Posts Tagged ‘Seth MacFarlane’

This week’s releases include: woolly vengeance; an old school action flick; an over-the-top family; a biopic; an amusing story of an unlucky guy; a sexy anthology; a memorable musical; revisiting a classic science fiction franchise; a multifaceted coming-of-age story; a flamboyant rock ‘n’ roll picture; and a life awakening. (more…)


This week’s releases include: a government agent continues to harbour an alien whose become a member of his family; a world of tiny people that teaches an oversized man a lesson; and a look at the struggle and triumph of a man who would lead a nation. (more…)

After years of The Simpsons‘ Homer existing unchallenged in his foolhardiness, Seth MacFarlane arrived on the scene. First he brought us Peter Griffin, then Stan Smith. Now Stan’s fourth season escapades are permanently captured on DVD.

Stan is a CIA agent that’s relatively good at his job despite never actually killing anyone. His wife Francine is a former party girl that epitomizes the empty-headed blonde stereotype. Their children are Haley, a rebellious, tree-hugging teen, and Steve, a leader among nerds. In addition, there’s Klaus, a German spy imprisoned in the body of a goldfish, and Roger, an alien with a love of disguises and alcohol.

The first episode of the season was an impressive Bond spoof, featuring a scantily clad Sexpun T’Come (a.k.a. Francine), a human Klaus and Stan as himself. Tearjerker (a.k.a. Roger) plans to make the world’s population cry itself to death. The story was unique and an innovation for the series; not to mention it was explosively funny. Other episodes include “Red October Sky,” in which Stan fears Steve is being turned into a Communist by a former KGB agent; “Spring Break-up,” in which Roger becomes the king of spring break and Stan falls for a sexy co-ed; and “Escape from Pearl Bailey,” a plot driven by Steve in which the rest of the family appears once briefly.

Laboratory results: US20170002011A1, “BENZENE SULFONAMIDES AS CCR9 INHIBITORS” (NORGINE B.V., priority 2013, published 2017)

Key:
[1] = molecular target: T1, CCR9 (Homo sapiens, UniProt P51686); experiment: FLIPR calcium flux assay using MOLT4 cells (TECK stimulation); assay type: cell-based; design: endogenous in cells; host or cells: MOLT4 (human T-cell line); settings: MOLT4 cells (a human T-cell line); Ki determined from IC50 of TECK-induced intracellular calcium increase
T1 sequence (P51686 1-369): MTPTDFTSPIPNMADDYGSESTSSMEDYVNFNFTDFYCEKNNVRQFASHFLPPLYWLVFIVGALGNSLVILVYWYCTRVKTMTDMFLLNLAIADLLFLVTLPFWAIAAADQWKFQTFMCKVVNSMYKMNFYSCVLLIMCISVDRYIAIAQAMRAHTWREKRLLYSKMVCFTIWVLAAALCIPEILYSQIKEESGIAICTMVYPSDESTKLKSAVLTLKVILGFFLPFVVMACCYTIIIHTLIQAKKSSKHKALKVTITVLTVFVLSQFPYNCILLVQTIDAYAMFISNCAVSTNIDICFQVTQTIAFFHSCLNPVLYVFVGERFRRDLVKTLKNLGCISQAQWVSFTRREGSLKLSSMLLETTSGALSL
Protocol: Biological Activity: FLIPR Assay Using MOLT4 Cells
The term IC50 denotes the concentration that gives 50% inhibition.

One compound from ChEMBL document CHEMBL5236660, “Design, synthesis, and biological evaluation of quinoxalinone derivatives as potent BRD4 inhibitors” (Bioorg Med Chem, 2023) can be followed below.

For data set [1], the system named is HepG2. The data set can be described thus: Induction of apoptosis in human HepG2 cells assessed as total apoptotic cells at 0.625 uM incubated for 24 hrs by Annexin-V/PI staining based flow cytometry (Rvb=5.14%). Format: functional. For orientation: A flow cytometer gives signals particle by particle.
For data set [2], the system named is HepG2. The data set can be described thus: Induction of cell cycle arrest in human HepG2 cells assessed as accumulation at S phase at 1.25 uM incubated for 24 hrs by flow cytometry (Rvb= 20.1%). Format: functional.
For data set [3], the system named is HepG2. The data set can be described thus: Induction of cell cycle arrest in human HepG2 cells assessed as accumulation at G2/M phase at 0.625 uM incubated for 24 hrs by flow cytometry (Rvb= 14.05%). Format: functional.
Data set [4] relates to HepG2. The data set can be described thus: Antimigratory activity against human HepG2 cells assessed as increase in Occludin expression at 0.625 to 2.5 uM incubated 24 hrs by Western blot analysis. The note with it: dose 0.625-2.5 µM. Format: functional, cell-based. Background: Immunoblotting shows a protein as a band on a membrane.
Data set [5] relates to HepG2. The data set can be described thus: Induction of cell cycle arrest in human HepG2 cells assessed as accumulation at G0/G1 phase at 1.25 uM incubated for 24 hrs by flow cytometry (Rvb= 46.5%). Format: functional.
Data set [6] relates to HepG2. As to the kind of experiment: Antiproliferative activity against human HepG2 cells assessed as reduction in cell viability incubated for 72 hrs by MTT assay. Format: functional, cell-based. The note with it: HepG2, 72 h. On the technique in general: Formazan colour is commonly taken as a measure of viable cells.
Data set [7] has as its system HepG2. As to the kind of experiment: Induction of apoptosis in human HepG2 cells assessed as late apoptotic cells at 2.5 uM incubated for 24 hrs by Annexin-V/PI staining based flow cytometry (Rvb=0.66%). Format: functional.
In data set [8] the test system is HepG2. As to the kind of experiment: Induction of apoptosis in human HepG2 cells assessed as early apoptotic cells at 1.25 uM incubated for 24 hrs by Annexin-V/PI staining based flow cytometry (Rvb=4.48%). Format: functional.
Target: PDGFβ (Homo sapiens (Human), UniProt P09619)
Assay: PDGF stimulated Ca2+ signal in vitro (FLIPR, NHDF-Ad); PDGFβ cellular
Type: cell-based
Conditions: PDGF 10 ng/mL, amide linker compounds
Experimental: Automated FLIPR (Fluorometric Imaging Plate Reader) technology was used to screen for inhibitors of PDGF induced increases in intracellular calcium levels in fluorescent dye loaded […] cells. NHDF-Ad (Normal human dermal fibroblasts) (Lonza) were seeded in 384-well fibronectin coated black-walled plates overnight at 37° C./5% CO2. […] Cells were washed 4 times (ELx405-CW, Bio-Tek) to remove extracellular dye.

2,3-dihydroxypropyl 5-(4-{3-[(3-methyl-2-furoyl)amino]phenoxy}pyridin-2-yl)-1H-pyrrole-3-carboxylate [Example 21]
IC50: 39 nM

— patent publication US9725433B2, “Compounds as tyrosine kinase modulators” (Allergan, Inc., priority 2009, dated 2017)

Every episode is accompanied by commentary by the directors, animators, voice talent and producers in which they discuss story decisions, character animation and development, mistakes and solutions, and voice decisions. In addition, there are numerous deleted scenes from various episodes and four featurettes, including a table read with the entire voice cast at Comic-Con 2008.

If you ever thought Family Guy or American Dad were inappropriate, this is not the DVD for you.

It’s dirty; it’s funny; and it’s uncensored. The creator of the previously mentioned primetime cartoons has gone farther than he’s ever gone before. MacFarlane releases non-stop hilarity with 50 shorts parodying all manner of pop culture, including Super Mario, Jesus Christ, Jeff Goldblum, Ted Nugent and Quentin Tarantino.

Some of the animated shorts, voiced by MacFarlane and an extensive list of guest voices, originally aired on YouTube and Now, the raw, inappropriate, laugh-out-loud episodes too outrageous for television are packed into a single DVD. See a circumcision performed with a Hattori Hanzo sword; a series of odd characters having sex; an ungrateful Princess Toadstool; a conversation between Bob Dylan, Tom Waits and Popeye; a sheep that enjoys his sheering a little too much; the list goes on.

The special features include footage from the red carpet premiere of the DVD, featuring interviews with many of the voice talent including MacFarlane and Seth Green, and three still galleries that inadvertently highlight the similarities between the characters’ appearances.